Making the Most of Email
Email is one of the oldest ways of communicating on the Internet, and that shows. It is mostly insecure, subject to Unsolicited Commercial Email (UCE, or spam), and other limitations. But it’s still useful, because not everyone has something like a Facebook account, and it’s often just easier to communicate via email.
Because of the problem with spam, you’ll want to use an email provider who handles a lot of email. That way you can take advantage of spam filters that protect you from the vast majority of spam. Most of these can either be used with your web browser, online, or with an email program like Outlook or Thunderbird.
Selecting an Email Address
If you are going to use your email address for a business or organization, you should choose it carefully. Look at the following email addresses and decide which enhance your business image and which detract from it. None of these are real email addresses.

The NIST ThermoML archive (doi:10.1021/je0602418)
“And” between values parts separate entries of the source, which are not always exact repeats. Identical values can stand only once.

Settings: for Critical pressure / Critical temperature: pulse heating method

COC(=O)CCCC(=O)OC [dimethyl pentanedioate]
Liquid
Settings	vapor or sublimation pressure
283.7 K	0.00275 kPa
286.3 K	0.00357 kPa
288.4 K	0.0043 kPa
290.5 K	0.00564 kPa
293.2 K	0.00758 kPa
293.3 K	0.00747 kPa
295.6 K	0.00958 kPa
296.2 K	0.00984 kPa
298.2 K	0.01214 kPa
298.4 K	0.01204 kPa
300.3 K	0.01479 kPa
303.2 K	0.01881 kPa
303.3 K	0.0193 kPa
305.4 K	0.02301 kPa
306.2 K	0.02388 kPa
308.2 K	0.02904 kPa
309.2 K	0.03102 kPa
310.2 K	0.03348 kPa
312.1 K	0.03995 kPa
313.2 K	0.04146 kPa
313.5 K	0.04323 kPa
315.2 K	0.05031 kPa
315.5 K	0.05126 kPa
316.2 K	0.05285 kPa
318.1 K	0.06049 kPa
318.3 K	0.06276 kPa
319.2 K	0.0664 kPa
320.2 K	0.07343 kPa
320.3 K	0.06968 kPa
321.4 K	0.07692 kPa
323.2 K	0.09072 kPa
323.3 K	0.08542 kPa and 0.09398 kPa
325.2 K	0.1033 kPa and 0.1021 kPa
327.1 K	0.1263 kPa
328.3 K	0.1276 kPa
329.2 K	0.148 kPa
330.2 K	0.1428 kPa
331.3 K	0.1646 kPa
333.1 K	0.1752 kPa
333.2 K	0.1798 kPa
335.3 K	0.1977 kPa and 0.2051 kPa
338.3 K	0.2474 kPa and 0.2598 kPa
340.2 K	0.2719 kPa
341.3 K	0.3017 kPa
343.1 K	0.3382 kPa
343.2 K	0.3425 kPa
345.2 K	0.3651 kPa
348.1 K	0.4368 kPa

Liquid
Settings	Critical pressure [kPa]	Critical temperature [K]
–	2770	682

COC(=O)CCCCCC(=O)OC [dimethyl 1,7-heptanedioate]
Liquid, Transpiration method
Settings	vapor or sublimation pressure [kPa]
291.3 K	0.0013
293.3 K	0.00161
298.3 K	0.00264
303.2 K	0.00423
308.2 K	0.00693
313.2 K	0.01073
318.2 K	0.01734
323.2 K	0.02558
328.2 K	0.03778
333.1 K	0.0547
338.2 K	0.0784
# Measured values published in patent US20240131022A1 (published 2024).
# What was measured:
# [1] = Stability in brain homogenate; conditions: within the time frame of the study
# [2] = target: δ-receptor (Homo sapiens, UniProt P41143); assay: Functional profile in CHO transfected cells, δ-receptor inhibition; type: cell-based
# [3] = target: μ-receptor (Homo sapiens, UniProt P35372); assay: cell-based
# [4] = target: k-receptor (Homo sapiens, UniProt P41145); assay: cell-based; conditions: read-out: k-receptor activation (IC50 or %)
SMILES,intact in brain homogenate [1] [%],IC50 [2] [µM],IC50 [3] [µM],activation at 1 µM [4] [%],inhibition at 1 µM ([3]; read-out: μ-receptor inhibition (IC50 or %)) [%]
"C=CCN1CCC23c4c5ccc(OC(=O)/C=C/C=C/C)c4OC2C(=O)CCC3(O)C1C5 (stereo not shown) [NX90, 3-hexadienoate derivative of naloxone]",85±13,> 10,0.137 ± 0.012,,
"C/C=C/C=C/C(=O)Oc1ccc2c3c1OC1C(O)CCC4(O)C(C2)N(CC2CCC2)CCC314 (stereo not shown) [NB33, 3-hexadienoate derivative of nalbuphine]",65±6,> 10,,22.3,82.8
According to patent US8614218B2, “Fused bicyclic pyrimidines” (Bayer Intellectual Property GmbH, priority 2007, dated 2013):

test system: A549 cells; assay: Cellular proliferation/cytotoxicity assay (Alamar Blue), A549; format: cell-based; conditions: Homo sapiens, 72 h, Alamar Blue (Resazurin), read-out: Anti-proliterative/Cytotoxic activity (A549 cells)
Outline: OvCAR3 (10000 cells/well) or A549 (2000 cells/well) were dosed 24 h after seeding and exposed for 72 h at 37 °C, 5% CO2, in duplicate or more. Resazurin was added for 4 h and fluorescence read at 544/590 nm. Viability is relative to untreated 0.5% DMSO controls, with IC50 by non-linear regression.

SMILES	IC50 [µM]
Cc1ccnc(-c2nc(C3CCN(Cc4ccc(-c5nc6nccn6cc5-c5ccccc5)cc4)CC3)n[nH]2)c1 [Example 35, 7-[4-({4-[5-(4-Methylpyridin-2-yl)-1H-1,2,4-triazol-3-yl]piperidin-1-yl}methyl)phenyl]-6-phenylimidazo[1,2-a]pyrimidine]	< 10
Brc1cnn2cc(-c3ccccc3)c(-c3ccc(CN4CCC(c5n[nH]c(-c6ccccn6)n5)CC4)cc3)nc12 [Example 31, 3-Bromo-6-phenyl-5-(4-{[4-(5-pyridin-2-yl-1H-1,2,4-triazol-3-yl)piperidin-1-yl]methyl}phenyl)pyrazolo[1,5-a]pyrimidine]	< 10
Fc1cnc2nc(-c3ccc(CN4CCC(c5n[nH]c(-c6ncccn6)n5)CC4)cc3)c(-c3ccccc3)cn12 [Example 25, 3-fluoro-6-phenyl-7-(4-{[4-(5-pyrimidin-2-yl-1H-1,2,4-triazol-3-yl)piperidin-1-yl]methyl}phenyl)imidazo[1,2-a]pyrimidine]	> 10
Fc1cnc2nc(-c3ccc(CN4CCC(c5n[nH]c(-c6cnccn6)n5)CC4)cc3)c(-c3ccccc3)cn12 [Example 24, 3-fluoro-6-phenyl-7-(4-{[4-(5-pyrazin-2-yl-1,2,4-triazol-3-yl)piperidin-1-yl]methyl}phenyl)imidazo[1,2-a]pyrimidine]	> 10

- email@example.com — Short, descriptive, but unlikely to be available unless you use your own domain.
- firstname.lastname@example.org — Good name for an individual.
- email@example.com — Not so good. Nobody will remember it.
- firstname.lastname@example.org — Depending on your target audience, may not be so good.
- email@example.com — Using your own domain name may not be a bad solution.
Here is some commonly used email providers. There are many others. Some are free, and some have a (usually small) cost.
- gmail.com — Signing up with Google gets you gmail, Google+, and other useful things.
- yahoo.com — Signing up with Yahoo gives you 1 TB of email storage (more than you’ll probably ever need) free.
- godaddy.com — A service like GoDaddy gives you professional email hosting using your own domain name.
We pay GoDaddy to allow us to use our own domain name. this gives us easy-to-remember email addresses while still allowing us good protection against spam.